Wheelhouse

Nigel Bryant

Member
Aug 1, 2010
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Wellington, New Zealand
Hi everyone,
I have being doing little research about the interior of the wheelhouse. The two questions I can not find out and hopefully a answer will be floating around here somewhere. Was the wheelhouse floor material decking,or tile? On the Britannic wreck it was tiled, and I don't see any tiles on the remains of the wheelhouse base.
My second question is in some of Ken Marshall's paintings of the wheelhouse(note Ken Marshall's Art of Titanic) there shows a door opposite to the steering wheel. In Cameron's movie, this is Captain Smiths' cabin. But it is strange because right behind this door would be the first stokehold vent shaft. I know Cameron has made some tiny little errors in the set,but this doorway is also shown in Ken Marshall's paintings.But this doorway does not show up on the plans.
Does anyone know any answers to these two questions?

Regards Nigel Bryant
 

Norman Olsen

Member
Apr 15, 2006
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Hello all. I am looking for the layout of the Titanic's wheelhouse,that's the wheelhouse, not the navigating bridge. I understand that may be hard to come by. If anyone has any information I would appreciate it. Thanks again, Norm
 
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Philippe Delaunoy

Guest
Can someone explain me the purpose of having 2 wheels on board the Titanic ?

Why was the bridge divided in 2 ?

Warm regards.

Phil
 

Ben Holme

Member
Feb 11, 2001
714
2
148
I recall that one scene in the '97 film dealt with this very issue. In the scene, the De Witt Bukators are being given a tour of the ship. Ruth (mother) asked Andrews; "Why do you have two steering wheels?" to which the designer replied "We really only use this (the one outside the wheelhouse) near shore.

For some reason that piece of dialogue stuck in my mind....which tells me it's time to watch another film
crazy.gif


Regards,
Ben
 

Arun Vajpey

Member
Apr 21, 2009
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Sorry for resurrecting an old thread but can someone give me an idea how enclosed the Titanic's wheelhouse was at night? Putting the question another way, what, if anything, things outside the wheelhouse was Robert Hitchens able to see during the collision with the iceberg?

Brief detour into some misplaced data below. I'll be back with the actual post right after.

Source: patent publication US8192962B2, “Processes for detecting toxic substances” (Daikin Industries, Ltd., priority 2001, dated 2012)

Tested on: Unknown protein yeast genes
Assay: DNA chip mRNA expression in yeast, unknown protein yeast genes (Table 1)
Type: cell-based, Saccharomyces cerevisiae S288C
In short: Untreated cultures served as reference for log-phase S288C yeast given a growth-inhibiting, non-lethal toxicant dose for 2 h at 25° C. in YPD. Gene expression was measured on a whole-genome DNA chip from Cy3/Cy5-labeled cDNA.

A

Aaron_2016

Guest
Quartermaster Hichens was asked at the British Inquiry what he could see.

"I could not see anything but my compass."

Q - Were there blinds in the wheelhouse?
A - Yes.
Q - They were all closed?
A - Always closed just after sunset.
Q - And no lights were in the wheelhouse at all except the compass light?
A - And the small light.
Q - And the small light on the course board?
A - Yes.

Q - Could you see ahead at all through the wheelhouse?
A - I could not see anything.
Q - You would not be able to see the iceberg even if it had been quite clear. Is that what you mean?
A - No, I could not see it, on no account whatever could I see it.

Q - Had the speed been altered before?
A - No, I could not say, my Lord, because I could not see the officer on the bridge. I am in the wheelhouse. I cannot see anything only my compass.
 
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Arun Vajpey

Member
Apr 21, 2009
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Thanks. I take that to mean that after sunset the blinds in the wheelhouse were closed, thus isolating it from the bridge. I guess that this was done so that the light within the wheelhouse would not affect the darkness of the bridge and hence the duty officers' night vision?

So, Hichens would only able to see his wheel and the compass in front of him other than the 4 'walls' around the wheelhouse?